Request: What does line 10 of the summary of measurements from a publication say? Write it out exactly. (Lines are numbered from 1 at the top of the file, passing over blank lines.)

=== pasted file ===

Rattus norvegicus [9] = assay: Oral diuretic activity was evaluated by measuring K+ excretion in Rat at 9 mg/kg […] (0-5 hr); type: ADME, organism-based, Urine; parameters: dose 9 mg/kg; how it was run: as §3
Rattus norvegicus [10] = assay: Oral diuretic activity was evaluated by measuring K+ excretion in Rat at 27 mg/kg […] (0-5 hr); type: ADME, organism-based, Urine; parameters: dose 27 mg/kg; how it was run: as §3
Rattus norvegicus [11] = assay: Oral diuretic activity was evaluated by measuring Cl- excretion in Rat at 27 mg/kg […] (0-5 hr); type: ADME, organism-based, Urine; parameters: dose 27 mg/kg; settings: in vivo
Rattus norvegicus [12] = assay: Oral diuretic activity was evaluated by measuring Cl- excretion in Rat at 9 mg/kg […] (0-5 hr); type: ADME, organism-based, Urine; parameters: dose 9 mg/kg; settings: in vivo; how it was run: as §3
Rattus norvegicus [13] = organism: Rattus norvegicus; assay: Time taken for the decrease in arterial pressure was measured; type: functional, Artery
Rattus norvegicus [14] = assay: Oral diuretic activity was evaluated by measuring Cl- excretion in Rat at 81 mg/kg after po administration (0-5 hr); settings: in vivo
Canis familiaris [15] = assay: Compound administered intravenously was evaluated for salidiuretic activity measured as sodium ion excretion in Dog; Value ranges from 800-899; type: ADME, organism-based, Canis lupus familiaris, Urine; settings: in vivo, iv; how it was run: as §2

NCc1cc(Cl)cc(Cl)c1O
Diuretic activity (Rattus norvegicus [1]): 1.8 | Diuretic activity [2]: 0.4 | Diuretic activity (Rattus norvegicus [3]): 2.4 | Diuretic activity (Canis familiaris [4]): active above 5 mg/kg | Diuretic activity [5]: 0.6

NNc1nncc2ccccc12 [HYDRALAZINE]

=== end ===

NNc1nncc2ccccc12 [HYDRALAZINE]